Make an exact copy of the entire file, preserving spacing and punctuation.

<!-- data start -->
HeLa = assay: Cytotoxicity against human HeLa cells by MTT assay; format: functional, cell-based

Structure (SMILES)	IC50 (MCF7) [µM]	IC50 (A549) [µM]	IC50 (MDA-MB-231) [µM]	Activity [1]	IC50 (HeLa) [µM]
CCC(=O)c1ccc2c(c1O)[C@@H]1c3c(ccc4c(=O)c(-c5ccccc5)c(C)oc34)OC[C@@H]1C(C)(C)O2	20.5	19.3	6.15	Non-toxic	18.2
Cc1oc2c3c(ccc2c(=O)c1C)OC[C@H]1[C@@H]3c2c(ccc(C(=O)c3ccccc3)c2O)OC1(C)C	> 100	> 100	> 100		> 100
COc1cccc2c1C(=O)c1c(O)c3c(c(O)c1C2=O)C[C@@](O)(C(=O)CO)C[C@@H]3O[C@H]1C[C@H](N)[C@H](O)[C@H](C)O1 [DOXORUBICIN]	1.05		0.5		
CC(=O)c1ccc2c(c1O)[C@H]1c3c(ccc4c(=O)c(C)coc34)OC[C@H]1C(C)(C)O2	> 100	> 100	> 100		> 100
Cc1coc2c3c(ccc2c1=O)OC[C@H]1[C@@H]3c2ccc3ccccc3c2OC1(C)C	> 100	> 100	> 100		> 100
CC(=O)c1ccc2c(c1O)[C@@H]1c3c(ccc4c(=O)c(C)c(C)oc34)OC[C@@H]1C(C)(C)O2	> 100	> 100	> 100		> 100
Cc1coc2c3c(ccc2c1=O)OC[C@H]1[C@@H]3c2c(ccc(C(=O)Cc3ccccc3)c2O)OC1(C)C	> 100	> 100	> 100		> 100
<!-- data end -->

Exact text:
HeLa = assay: Cytotoxicity against human HeLa cells by MTT assay; format: functional, cell-based

Structure (SMILES)	IC50 (MCF7) [µM]	IC50 (A549) [µM]	IC50 (MDA-MB-231) [µM]	Activity [1]	IC50 (HeLa) [µM]
CCC(=O)c1ccc2c(c1O)[C@@H]1c3c(ccc4c(=O)c(-c5ccccc5)c(C)oc34)OC[C@@H]1C(C)(C)O2	20.5	19.3	6.15	Non-toxic	18.2
Cc1oc2c3c(ccc2c(=O)c1C)OC[C@H]1[C@@H]3c2c(ccc(C(=O)c3ccccc3)c2O)OC1(C)C	> 100	> 100	> 100		> 100
COc1cccc2c1C(=O)c1c(O)c3c(c(O)c1C2=O)C[C@@](O)(C(=O)CO)C[C@@H]3O[C@H]1C[C@H](N)[C@H](O)[C@H](C)O1 [DOXORUBICIN]	1.05		0.5		
CC(=O)c1ccc2c(c1O)[C@H]1c3c(ccc4c(=O)c(C)coc34)OC[C@H]1C(C)(C)O2	> 100	> 100	> 100		> 100
Cc1coc2c3c(ccc2c1=O)OC[C@H]1[C@@H]3c2ccc3ccccc3c2OC1(C)C	> 100	> 100	> 100		> 100
CC(=O)c1ccc2c(c1O)[C@@H]1c3c(ccc4c(=O)c(C)c(C)oc34)OC[C@@H]1C(C)(C)O2	> 100	> 100	> 100		> 100
Cc1coc2c3c(ccc2c1=O)OC[C@H]1[C@@H]3c2c(ccc(C(=O)Cc3ccccc3)c2O)OC1(C)C	> 100	> 100	> 100		> 100